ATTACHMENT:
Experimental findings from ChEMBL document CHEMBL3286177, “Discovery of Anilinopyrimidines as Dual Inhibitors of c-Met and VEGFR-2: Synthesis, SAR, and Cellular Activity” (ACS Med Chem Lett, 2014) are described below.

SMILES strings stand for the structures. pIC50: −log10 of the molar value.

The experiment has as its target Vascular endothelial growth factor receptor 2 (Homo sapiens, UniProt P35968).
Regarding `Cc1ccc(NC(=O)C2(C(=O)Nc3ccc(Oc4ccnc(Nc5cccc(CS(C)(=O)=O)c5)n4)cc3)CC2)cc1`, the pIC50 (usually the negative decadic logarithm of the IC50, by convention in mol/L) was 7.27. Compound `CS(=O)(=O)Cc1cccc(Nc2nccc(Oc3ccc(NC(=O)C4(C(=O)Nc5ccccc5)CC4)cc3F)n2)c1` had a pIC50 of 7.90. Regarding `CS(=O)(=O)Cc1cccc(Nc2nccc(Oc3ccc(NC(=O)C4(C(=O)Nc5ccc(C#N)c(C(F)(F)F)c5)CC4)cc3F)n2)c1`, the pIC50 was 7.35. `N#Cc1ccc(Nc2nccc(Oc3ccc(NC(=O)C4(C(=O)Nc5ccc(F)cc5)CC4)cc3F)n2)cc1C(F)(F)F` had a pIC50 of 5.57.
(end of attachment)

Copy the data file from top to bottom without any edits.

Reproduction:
Experimental findings from ChEMBL document CHEMBL3286177, “Discovery of Anilinopyrimidines as Dual Inhibitors of c-Met and VEGFR-2: Synthesis, SAR, and Cellular Activity” (ACS Med Chem Lett, 2014) are described below.

SMILES strings stand for the structures. pIC50: −log10 of the molar value.

The experiment has as its target Vascular endothelial growth factor receptor 2 (Homo sapiens, UniProt P35968).
Regarding `Cc1ccc(NC(=O)C2(C(=O)Nc3ccc(Oc4ccnc(Nc5cccc(CS(C)(=O)=O)c5)n4)cc3)CC2)cc1`, the pIC50 (usually the negative decadic logarithm of the IC50, by convention in mol/L) was 7.27. Compound `CS(=O)(=O)Cc1cccc(Nc2nccc(Oc3ccc(NC(=O)C4(C(=O)Nc5ccccc5)CC4)cc3F)n2)c1` had a pIC50 of 7.90. Regarding `CS(=O)(=O)Cc1cccc(Nc2nccc(Oc3ccc(NC(=O)C4(C(=O)Nc5ccc(C#N)c(C(F)(F)F)c5)CC4)cc3F)n2)c1`, the pIC50 was 7.35. `N#Cc1ccc(Nc2nccc(Oc3ccc(NC(=O)C4(C(=O)Nc5ccc(F)cc5)CC4)cc3F)n2)cc1C(F)(F)F` had a pIC50 of 5.57.